Security Flaw in Google Chrome Reveals Stored Passwords in Plain-Text
Google Chrome's password storing policy is under fire today, as the Guardian noted how any stored/saved password form Google Chrome can easily be viewed on the computer as plain text.
A serious flaw in the security of Google's Chrome browser lets anyone with access to a user's computer see all the passwords stored for email, social media and other sites, directly from the settings panel. No password is needed to view them.
Besides personal accounts, sensitive company login details would be compromised if someone who used Chrome left their computer unattended with the screen active.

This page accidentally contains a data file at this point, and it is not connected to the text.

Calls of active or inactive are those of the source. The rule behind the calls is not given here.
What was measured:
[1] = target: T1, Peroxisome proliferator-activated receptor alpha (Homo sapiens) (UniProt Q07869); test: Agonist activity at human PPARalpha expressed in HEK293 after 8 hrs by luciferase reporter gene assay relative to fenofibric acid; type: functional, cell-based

You can actually see the passwords by selecting Settings, then clicking Show Advance Settings, then under Password and forms, click Manage saved passwords. Passwords are initially hidden but by simply clicking the Show button, you can see all passwords in plaintext.
For instance, if a friend was using your computer and you stepped away for a few minutes, he could easily access all of your passwords that you use (if saved).
The head of Google's Chrome developer team, Justin Schuh, said he was aware of the weakness and that there were no plans to change the system. Firefox had this similar issue when it went under fire for its password storage policy, but it added a master password option to further enhance security.